I built one of the original heat grabbers in 1977. It took my brother-in-law and I about an hour to build it one Saturday night in December. I added a dial thermometer in the center of the device. I used a 4' by 4' pallet for the frame. I stuffed the area used by a fork truck to lift it with regular Pink Panther insulation, then wrapped the whole thing with tar paper. I added a 2" by 2" wood border on the top side then stapled construction plastic 1" up from the base where the product would have been placed. Then I wrapped the entire creation with more of the construction plastic. I put it in the back of my station wagon (remember those?)for the night. At 9:30AM Sunday morning the dial thermometer read 35 degrees. I took it out and rested it on the south face of my house with a rough guess as to the proper angle. I went inside and forgot about it. The thermometer's scale went from 40 below to 120 above. There was a pin beyond 120 at maybe 165. At noon or so I went out and to see what had happened and, to my surprise, the needle was resting on the pin. Admittedly, this was a static device, with no circulation involved, but I was a believer in alternate sources of energy ever since.

9/25/2013 12:38:29 PM
Although Iv'e followed Mother Earth for years i've never Im glad I did becuse I live on a desole farm in France and I have developed (with notes from Mother Earth) a solar heating array for virtually pennies. I was lucky in finding the glass, but I had to pay for thew copper pipes. I have used the system for about 3 years with really good results. This is for heating water. I now am in the prcess of building a warm air panel (I think this is an old ME idea) I have photos if needed. Performance is good tank temp at 10 a.m. 60 C at 11 am 80 c in summer (150 litre tank) in winter it takes an hour longer in sunshine...Cloudy drops the temp by 10 C. I have saved dog food cans to make the warm air heater and i hope to have this in place this winter... I anyone is interested I can upload photos of the manufacture of these units, and as I have so much help from contributers to ME I would like to offer advice and help....Im a newbie to ME thanks for reading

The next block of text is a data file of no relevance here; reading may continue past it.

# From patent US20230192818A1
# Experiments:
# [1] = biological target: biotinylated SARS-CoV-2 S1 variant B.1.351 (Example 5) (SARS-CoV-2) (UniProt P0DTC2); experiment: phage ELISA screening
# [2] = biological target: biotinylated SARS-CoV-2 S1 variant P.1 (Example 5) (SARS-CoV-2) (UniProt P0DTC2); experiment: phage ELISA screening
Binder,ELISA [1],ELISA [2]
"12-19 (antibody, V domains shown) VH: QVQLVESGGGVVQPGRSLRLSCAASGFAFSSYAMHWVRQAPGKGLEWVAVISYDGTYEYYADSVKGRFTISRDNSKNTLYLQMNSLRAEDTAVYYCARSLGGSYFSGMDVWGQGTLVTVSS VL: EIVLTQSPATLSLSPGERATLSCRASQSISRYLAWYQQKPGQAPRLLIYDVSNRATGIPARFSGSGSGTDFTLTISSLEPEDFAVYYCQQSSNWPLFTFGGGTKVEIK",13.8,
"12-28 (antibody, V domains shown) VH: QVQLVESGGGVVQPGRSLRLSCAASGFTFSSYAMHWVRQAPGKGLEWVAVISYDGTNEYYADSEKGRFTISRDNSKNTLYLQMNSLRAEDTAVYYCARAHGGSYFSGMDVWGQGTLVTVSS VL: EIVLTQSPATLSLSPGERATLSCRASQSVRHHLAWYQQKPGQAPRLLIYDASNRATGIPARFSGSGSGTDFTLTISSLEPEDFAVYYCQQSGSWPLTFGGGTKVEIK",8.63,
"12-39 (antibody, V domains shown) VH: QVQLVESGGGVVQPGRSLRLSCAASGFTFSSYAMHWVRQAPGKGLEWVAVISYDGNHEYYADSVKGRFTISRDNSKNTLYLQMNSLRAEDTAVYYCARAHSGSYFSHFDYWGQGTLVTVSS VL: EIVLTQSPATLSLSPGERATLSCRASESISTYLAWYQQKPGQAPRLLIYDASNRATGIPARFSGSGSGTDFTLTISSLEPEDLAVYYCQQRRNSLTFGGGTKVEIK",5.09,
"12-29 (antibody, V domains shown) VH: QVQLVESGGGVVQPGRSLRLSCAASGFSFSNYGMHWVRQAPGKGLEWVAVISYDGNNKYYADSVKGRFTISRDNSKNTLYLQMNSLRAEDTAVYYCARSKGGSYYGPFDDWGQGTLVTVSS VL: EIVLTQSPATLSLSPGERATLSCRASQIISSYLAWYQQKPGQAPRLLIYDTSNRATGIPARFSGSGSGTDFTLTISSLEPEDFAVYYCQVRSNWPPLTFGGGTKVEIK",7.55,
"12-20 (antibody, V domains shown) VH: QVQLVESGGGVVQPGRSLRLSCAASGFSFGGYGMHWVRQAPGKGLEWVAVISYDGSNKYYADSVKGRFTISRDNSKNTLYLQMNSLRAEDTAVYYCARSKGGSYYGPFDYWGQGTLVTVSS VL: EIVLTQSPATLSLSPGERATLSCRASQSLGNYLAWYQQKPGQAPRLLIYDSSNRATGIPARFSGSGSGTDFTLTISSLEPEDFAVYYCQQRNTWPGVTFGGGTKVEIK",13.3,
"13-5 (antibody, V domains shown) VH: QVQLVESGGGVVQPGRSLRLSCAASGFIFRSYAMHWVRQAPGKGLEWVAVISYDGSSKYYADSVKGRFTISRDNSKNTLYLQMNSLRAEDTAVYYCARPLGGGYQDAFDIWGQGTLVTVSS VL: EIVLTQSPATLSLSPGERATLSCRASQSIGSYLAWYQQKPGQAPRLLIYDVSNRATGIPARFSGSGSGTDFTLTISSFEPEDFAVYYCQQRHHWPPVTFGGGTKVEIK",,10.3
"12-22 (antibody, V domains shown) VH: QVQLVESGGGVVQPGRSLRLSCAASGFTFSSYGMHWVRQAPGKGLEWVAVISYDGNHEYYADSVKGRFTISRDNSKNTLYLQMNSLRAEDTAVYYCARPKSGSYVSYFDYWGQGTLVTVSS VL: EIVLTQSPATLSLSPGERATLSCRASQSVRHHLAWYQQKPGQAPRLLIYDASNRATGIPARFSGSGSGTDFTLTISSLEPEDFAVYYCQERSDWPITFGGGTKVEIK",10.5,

Catia Hirsch
1/6/2013 4:44:57 AM
my windows are sliding not raised. Is there someway to modify the design to work?

3/20/2011 7:03:14 PM
My grandfather built one of these units in the 1980's. It worked great until some carpenter ants got into it and made a steady stream into the house. I've painted the outside of mine with old engine oil. Nothing has chewed through that yet.

Mike Coyle
7/10/2010 3:32:14 PM
With the lower sash being in the open position, cold air will have a tendency to come in between the upper and lower sash. How do you seal off the top of the lower sash?